4. I don’t know about you, but I feel like everything is going up. It's time to go back to the old methods. Bartering, trading this for that. Better yet ask for discounts, get a written quote up front, sign up for all loyalty accounts. Every cent counts.

5. Let’s talk about money. My favourite topic. Open separate bank accounts. Don’t keep everything in your cheque account. Open a general savings account e.g market link or money market. An account that accrues interest. Talk to your bank about savings account with great interest rates.
Let your money make more money!

6. Re-look at your business plan. Oops! don't have one, create one. If this is not your forfeit. Speak to your accountant/bookkeeper who will assist you in creating one.
These are a few suggestions. I have written articles on budgets and planning your new year and managing your cash-flow. Pop over to www.thebookkeepingcompany.co.za/blog to view these articles.

My passion is to help people understand their business and help them grow their business.
If you need any help, please do not hesitate to contact me. Cherine@thebookkeepingcompany.co.za or 082 4030792


2018 Interior Colour Trends

Every year we see new colours come and old ones go, bringing with them a new mood and a whole new look. We always see the new year as a fresh start, so why not give your home the same treatment. Below are some of the colour trends to look out for in 2018.

2018 brings with it a richness, building on the colours of 2017. Think calm, think luxury, think colours that counteract the fast pace of life we live every day. This year’s colours, mixed with the new trend in simplistic interiors (think KonMari), are all about slowing down and creating that space to come home to and unwind in.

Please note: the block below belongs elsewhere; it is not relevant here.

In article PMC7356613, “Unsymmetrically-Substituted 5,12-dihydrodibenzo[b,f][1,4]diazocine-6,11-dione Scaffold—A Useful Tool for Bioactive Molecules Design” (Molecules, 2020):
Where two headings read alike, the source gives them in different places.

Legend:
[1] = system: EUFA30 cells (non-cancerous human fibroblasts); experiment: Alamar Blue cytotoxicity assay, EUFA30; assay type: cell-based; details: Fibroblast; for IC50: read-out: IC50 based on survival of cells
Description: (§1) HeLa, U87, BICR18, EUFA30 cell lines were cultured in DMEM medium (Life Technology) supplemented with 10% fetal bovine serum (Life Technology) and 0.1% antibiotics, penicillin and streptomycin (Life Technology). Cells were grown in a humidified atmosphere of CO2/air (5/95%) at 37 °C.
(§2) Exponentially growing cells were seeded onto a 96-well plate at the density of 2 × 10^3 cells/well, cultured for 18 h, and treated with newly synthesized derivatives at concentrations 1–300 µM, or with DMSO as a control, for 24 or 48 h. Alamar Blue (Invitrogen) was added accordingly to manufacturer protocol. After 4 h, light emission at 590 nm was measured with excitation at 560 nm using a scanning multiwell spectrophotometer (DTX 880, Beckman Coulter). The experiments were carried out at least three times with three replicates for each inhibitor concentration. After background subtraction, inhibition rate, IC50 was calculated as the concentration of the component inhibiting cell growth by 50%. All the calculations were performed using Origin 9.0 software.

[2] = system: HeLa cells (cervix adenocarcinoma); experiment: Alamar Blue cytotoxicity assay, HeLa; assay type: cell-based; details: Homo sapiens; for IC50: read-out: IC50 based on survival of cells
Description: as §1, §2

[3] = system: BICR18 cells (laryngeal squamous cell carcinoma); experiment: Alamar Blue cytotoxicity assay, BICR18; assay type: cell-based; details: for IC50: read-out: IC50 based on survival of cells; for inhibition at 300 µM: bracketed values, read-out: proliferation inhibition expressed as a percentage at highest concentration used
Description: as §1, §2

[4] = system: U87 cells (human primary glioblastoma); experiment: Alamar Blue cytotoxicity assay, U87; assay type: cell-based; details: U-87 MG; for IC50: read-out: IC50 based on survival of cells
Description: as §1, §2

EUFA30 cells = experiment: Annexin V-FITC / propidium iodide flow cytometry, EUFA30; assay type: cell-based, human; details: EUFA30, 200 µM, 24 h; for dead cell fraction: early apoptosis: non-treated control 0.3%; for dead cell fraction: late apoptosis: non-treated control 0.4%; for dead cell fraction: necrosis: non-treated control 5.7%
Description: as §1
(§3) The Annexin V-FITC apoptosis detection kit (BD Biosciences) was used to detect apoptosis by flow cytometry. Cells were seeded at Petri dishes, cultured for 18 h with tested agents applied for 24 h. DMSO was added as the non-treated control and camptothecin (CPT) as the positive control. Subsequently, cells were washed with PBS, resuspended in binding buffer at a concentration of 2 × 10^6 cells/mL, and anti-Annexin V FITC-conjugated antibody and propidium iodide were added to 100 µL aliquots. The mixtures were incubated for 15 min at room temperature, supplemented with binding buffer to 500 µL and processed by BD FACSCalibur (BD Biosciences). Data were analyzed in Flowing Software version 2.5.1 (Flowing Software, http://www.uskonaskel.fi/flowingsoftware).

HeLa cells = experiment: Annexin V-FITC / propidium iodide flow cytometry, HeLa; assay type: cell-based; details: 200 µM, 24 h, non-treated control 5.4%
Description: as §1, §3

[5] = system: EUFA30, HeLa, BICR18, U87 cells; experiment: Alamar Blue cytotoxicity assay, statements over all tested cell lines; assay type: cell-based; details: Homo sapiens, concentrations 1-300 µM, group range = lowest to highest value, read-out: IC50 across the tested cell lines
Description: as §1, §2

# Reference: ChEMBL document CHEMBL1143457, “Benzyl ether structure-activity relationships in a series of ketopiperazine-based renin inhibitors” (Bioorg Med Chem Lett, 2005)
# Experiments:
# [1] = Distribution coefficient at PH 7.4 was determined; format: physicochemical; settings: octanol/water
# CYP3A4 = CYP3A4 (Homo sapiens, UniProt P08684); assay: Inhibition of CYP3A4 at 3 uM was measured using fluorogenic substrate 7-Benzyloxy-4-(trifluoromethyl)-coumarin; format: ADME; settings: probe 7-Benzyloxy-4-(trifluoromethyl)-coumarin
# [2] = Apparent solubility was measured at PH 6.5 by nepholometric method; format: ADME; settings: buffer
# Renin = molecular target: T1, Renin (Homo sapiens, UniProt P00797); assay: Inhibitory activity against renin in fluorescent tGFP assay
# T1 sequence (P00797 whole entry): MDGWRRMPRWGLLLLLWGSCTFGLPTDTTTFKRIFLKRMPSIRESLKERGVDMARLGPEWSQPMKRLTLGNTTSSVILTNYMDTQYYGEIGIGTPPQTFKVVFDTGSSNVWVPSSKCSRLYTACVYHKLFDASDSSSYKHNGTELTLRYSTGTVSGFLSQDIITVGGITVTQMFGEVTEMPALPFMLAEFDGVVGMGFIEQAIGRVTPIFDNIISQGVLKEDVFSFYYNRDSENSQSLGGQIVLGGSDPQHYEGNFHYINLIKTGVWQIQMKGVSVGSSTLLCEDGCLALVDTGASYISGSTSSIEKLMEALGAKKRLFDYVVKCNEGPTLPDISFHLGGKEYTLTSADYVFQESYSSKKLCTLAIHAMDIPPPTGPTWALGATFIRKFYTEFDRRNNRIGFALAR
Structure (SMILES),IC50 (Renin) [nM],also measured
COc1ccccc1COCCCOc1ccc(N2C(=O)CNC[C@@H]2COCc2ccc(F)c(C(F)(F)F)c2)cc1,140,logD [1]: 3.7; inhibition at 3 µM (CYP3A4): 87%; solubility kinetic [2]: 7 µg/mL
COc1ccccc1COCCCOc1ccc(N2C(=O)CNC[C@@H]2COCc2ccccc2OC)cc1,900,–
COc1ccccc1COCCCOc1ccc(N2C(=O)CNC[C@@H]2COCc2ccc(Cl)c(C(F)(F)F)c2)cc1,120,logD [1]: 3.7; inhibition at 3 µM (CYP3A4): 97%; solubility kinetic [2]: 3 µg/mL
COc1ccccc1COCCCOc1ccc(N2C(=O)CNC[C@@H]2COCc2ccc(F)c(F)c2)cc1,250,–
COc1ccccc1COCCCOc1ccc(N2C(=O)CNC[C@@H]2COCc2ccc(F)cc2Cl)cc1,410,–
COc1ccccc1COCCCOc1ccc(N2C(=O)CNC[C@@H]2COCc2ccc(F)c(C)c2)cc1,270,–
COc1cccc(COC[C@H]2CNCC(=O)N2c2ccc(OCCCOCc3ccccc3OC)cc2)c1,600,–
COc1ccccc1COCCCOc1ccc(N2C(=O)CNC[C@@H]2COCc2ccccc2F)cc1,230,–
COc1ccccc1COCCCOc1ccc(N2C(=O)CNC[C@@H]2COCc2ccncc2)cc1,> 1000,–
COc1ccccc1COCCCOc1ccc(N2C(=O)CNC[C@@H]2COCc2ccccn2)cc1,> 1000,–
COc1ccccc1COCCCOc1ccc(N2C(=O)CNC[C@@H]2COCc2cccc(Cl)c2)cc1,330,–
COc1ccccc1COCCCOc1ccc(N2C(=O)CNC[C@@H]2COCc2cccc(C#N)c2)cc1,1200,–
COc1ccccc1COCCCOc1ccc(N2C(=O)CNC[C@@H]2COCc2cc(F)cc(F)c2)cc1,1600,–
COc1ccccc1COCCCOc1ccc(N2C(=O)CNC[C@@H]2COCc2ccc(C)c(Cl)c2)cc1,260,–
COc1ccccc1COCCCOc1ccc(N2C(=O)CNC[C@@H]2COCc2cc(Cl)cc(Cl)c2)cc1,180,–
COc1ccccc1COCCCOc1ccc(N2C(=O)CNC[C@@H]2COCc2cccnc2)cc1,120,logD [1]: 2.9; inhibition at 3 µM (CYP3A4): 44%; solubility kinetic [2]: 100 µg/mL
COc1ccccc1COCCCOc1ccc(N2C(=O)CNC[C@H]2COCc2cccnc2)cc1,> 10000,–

Black on Neutrals

Black is the new black. Not just any black though, grey-black (black chiffon) is a particularly popular colour, followed by purple-toned black such as Shadow, and the “less is more” Deep Onyx. Pair these up with gorgeous neutrals such as Cream, Thunderbird, Kombucha or Wabi-Sabi and your room is sure to make a statement.
















Berries and Blush

The Pantone colour of the year is Ultra Violet. Mix that with the other berry tones that are popping up such as Caliente, Dark Plum, Chinoiserie Red and the subtler Blush and you’ve got this year’s rich berry palette ready to go. 




Blues and Greens

Always calming, this year takes a huge leap into this palette and anything from bold to subtle goes. Think Sage, Oceanside, Bottle Green, Oval Room Blue, Deep Turquoise, Olive, and Dusk. Apparently, this year there is no such thing as too much blue and paired with some subtle green accents or a statement wall is all you need to get this look.

 

Greys 

Not just fifty shades of it, but all the shades! Grey with pink undertones, grey with purple undertones, blue undertones, green, grey on grey, almost-white grey, every possible shade imaginable! We’re seeing a lot of this paired with whites such as Stone White and Ramie.




The Accents

Along with all the above, we’re seeing colours used in smaller sections as statements which compliment and accentuate the cool 2018 palette. Super rich earthy colours like marigold, Civara, Burnt Brick and Artisan’s Gold are the perfect contrast. Use these to paint the inside of your bookshelf, a small coffee table or the skirting of the whole room.


Norgarb Properties Agent Andre Ter Moshuizen who specialises in the Claremont area, shares some household tips and handy home hints with you every month. Read more of his articles here.